KANSAS CITY, Mo. -- The state sets the rules.
Jackson County Executive Frank White said he's merely enforcing the laws concerning property tax assessment, which have seen attention-getting hikes in recent months.
White said his hands are tied when it comes to this issue.
Thousands of Jackson County homeowners have complained about the unforeseen increases, which, in some cases, have resulted in tax assessments being doubled in value for the coming year.
The county assessor's office has received more than 20,000 complaints concerning the increases, which threaten to force some homeowners to leave their homes and property.
The Jackson County Courthouse had many of those unhappy homeowners in attendance on Monday, some of whom carried small black and white signs reading "recall Frank White."
"With this dramatic increase in assessment, I know people are unhappy. I know some people are upset," White said during Monday's Jackson County Legislature meeting. "This is all about property values and the economy and new builds that are going on in our community, and that drives home values up."
On Friday, Jackson County legislators called for White's office to throw out property assessments that stirred up this controversy.
Some homeowners in attendance on Monday, as well as members of the county legislature, demanded that if White was forcing a state law, that he should be required to produce that law for examination.
"I feel bad for the elderly folks who are having a hard time with their homes. I have some of them in my family," White said.
Some angry voices that attended Monday's meeting hail from metro districts unaccustomed to seeing tax increases, such as Kansas City's Westside and the Ivanhoe neighborhood. Longtime residents from those areas expressed their fears that they're being forced out.
"This tax increase is going to hurt the neighborhood," Alan Young, who makes his home in the Ivanhoe district, told the legislative body.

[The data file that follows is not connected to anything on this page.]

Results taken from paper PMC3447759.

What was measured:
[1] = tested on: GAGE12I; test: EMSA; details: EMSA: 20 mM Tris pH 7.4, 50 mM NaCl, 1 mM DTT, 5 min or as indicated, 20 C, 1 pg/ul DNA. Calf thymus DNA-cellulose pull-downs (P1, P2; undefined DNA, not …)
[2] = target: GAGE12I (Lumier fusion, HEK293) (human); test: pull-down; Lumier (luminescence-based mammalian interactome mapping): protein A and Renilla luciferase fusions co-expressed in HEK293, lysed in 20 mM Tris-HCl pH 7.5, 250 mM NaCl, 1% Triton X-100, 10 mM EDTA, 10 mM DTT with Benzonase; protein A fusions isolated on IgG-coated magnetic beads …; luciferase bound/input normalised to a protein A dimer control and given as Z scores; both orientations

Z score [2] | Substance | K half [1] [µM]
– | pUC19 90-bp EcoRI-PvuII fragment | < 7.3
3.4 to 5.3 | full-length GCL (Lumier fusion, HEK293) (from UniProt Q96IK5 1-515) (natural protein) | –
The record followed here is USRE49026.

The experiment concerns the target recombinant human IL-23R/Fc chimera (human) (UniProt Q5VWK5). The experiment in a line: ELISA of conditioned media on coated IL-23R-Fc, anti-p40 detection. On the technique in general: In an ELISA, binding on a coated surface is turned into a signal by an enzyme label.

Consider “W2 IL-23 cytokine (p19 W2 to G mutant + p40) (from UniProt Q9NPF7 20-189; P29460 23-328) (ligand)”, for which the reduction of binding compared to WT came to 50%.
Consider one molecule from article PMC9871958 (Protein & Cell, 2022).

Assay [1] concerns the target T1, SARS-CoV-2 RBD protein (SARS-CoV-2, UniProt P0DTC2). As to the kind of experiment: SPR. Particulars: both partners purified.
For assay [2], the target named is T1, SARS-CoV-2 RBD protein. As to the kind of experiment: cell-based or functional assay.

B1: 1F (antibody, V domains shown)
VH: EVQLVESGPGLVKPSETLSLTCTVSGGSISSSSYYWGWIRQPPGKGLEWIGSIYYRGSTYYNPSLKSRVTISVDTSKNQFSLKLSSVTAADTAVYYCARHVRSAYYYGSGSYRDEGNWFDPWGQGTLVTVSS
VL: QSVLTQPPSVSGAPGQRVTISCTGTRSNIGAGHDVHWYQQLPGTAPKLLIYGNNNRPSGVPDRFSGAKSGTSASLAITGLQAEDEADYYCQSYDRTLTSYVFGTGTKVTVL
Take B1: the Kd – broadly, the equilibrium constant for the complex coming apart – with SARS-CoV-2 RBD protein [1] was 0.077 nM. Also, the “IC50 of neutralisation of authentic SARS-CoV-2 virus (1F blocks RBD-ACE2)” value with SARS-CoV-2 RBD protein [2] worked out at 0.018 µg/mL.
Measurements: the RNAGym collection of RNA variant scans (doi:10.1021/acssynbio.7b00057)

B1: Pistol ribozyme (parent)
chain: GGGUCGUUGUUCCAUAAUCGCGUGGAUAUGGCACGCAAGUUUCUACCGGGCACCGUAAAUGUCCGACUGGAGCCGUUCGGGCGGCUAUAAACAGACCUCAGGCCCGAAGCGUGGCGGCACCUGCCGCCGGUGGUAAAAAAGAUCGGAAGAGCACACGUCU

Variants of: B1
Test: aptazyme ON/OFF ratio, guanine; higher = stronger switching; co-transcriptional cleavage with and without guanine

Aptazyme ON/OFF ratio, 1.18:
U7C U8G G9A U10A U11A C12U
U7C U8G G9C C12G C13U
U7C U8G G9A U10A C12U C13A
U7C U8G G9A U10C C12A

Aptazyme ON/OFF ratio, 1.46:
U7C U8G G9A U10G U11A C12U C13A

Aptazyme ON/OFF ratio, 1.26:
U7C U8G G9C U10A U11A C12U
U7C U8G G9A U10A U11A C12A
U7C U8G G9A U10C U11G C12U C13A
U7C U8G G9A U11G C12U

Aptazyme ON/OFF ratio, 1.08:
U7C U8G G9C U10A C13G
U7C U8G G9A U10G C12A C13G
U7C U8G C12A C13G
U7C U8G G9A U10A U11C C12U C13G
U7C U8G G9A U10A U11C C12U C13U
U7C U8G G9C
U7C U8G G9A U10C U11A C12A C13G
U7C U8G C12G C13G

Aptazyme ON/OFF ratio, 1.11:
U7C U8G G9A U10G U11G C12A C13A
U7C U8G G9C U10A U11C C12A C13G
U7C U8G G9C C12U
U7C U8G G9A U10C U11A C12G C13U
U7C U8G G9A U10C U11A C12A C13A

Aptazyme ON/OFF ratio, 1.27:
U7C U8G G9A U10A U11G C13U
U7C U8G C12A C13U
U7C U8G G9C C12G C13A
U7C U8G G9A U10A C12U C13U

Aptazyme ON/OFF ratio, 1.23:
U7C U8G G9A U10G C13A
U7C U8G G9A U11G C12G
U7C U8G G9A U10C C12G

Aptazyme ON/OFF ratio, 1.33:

"I worry that people won’t be able to afford to live in Kansas City, Missouri," said Ronald Finley, Jackson County 2nd District legislator.
"Our property is prime location because it's close to Crossroads, Sprint Center, Crown Center. I think what they want to do is to get us out of there," said Ed Valdivia, a west side resident.
"A lot of us would like to see the state law. They're not the only ones who can interpret the laws," said Arthur Johnson, who makes his home in the Ivanhoe area. "I'm retired. I'm on a fixed income. How it's going to affect me is to delay paying some bills. Hopefully, they're not delayed too long to where I get collection notices and so forth."
White said he plans to allow the process to unfold, and perhaps, the next series of assessments will be lower.
White also said he'd be fine if state legislators from Jefferson City were to get involved in this contentious situation.
"I'm concerned how were the assessments done? What is the procedure for assessing homes? They didn't use is obviously," Alice Gomez, a longtime KCMO westsider, added.
The Jackson County assessor's office will present its next step Wednesday at 10 a.m. White said he expects leaders from that office to discuss how properties are appraised. The meeting is open to the public.